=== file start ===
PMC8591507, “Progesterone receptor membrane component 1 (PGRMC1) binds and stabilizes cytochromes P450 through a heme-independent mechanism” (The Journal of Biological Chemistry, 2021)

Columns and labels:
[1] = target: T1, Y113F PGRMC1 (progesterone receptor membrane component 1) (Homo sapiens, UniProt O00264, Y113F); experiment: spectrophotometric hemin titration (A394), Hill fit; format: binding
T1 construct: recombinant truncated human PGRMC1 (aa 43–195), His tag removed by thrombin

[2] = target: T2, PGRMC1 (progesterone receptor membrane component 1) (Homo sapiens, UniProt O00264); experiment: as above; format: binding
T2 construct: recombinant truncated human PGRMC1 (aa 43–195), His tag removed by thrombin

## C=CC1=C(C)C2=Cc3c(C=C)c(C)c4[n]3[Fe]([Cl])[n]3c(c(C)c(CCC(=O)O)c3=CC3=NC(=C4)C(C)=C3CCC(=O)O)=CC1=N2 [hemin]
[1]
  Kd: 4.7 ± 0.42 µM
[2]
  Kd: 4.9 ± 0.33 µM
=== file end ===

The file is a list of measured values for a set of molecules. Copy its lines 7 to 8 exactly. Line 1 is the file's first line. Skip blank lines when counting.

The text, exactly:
## C=CC1=C(C)C2=Cc3c(C=C)c(C)c4[n]3[Fe]([Cl])[n]3c(c(C)c(CCC(=O)O)c3=CC3=NC(=C4)C(C)=C3CCC(=O)O)=CC1=N2 [hemin]
[1]